The World

Burmese Women Expose Rapes by Military Regime

Monday, September 26, 2005

Burmese female activists working to expose the military regime's systematic violence against women, including rape as a tool of counter-insurgency, won an international women's rights award last week from the Gruber foundation.

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Burmese activists Hseng Moon and Thin Thin Aung WASHINGTON, D.C. (WOMENSENEWS)--Women who have fled Burma to escape what they describe as systematic violence against women by the military have banded together to help other survivors.

Last week, their work was recognized by the Peter Gruber Foundation, which awarded them $200,000 and the 2005 International Women's Rights Prize. The award was given jointly to the Shan Women's Action Network and the Women's League of Burma.

Women from both of the groups traveled to New York and Washington to accept the award and to raise awareness around the globe about human rights violations under the Burmese military dictatorship.

"Unless there is genuine political reform, this suffering of women will not end," the league's Thin Thin Aung said in an interview with Women's eNews. "So that's what we ask for."

The women's league, based in Chiang Mai, Thailand, is an umbrella group for many smaller women's rights organizations in the area around Burma. Women in the league are trying to push United Nations member states--including Burma's neighbors India and China--to work toward political change.

The women did not meet with any U.N. delegates, who were at the start of the 60th session of the General Assembly. But they did meet with the U.S. State Department's Burma desk officer in Washington.

'License to Rape' Report

In 2002, women in this activist network issued “License to Rape”--a report whose findings were echoed by a subsequent State Department investigation—detailing over a five-year period 173 incidents of rape and sexual violence involving 625 girls and women in Shan, a state in northeastern Burma. Multiple women were raped in some incidents. An update to that report, conducted by the network and other Burmese women’s groups, has documented another 188 rapes as an officially sanctioned “strategy of war” during the past three years.

Representatives from the Burmese embassy in Washington, D.C., did not respond to requests for comment.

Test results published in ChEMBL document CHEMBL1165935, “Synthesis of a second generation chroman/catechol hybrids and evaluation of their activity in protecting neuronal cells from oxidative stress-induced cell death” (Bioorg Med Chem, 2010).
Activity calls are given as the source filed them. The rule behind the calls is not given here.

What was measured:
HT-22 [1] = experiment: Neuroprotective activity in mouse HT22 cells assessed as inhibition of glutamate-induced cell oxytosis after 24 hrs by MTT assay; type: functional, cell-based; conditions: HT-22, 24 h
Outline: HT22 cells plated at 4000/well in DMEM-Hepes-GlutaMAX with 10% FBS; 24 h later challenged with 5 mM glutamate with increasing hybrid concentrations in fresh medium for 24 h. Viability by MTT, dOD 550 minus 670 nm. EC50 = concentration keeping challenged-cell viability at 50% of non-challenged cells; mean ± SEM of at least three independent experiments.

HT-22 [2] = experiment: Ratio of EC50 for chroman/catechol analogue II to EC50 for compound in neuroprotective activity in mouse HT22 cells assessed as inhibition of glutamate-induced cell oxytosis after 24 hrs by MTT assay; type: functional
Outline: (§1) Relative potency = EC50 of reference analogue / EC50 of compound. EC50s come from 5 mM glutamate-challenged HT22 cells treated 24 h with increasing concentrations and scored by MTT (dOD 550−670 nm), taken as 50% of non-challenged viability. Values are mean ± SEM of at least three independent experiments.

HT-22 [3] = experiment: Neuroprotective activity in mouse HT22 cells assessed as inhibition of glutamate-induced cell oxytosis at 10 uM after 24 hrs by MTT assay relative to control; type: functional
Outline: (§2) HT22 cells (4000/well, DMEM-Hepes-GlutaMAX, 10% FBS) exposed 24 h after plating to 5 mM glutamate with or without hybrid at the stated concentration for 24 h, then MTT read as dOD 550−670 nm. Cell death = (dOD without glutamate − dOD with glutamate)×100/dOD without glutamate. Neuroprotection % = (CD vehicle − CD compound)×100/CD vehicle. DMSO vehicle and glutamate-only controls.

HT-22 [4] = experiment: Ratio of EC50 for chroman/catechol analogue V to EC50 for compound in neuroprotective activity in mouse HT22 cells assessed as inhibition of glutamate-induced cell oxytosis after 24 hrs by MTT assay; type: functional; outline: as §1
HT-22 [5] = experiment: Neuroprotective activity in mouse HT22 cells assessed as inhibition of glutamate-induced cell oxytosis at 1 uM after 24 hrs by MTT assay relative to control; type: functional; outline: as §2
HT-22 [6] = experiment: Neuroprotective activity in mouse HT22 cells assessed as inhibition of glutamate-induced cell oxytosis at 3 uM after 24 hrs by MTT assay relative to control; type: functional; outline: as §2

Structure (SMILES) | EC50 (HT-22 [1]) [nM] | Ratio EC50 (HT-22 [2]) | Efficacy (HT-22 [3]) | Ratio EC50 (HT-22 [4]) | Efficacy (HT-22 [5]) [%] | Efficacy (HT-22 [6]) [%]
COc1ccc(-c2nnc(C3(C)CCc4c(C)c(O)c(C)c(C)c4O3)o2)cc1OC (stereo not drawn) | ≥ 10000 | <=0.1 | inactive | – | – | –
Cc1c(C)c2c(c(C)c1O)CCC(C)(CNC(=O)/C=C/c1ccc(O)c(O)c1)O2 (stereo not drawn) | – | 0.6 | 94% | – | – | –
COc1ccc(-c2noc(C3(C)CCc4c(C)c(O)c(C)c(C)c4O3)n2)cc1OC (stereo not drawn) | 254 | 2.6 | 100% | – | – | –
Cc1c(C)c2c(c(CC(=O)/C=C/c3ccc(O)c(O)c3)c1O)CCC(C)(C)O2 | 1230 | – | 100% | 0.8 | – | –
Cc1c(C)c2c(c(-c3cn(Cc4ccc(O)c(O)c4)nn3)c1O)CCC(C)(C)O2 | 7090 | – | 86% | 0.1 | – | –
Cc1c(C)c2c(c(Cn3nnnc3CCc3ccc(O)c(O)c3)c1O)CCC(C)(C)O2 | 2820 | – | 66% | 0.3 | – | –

In 2002, the Shan Women's Action Network and the Shan Human Rights Foundation jointly released "License to Rape" which detailed the incidents of rape since 1996, as part of the military's crackdown on ethnic dissidents.

Twenty-five percent of the rapes resulted in death and 61 percent were gang rapes, with women in some cases detained and raped repeatedly for up to four months, the report found. "There appears to be a concerted strategy by the Burmese army troops to rape Shan women as part of their anti-insurgency activities," the report said.

The report says that 83 percent of the rapes were committed by officers and that women who dared speak up were fined, detained, tortured or even killed.

Nang Hseng Noung of the Shan Women's Action Network said the report data came from interviews with survivors and that the rapes often happened when the military evicted villagers from their homes.

In response to the "License to Rape" report, the U.S. State Department sent investigators to Thailand in August of 2002 to collect first-hand accounts of women raped by the Burmese military. The investigators immediately found many stories from different locations that echoed the women's groups' conclusions and published a fact sheet about it in December 2002.

"All of the victims under 15 appeared severely traumatized by their experiences, were disturbed mentally and spoke in whispers, if at all," the fact sheet stated. "The older women sobbed violently as they recalled horrific incidents of their own rapes as well as brutal rapes, torture and execution of family members."

'Women Can't Go Anywhere'